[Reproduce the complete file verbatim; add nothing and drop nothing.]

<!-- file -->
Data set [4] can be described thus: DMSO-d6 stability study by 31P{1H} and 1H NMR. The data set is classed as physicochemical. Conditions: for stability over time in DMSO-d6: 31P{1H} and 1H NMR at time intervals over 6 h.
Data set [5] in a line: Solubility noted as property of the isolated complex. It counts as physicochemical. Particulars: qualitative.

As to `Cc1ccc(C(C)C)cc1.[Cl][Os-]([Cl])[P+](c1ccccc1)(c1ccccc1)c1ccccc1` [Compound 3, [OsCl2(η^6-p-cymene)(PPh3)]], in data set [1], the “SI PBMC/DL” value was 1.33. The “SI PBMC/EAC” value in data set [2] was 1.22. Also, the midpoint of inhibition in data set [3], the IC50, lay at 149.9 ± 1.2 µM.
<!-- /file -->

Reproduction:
Data set [4] can be described thus: DMSO-d6 stability study by 31P{1H} and 1H NMR. The data set is classed as physicochemical. Conditions: for stability over time in DMSO-d6: 31P{1H} and 1H NMR at time intervals over 6 h.
Data set [5] in a line: Solubility noted as property of the isolated complex. It counts as physicochemical. Particulars: qualitative.

As to `Cc1ccc(C(C)C)cc1.[Cl][Os-]([Cl])[P+](c1ccccc1)(c1ccccc1)c1ccccc1` [Compound 3, [OsCl2(η^6-p-cymene)(PPh3)]], in data set [1], the “SI PBMC/DL” value was 1.33. The “SI PBMC/EAC” value in data set [2] was 1.22. Also, the midpoint of inhibition in data set [3], the IC50, lay at 149.9 ± 1.2 µM.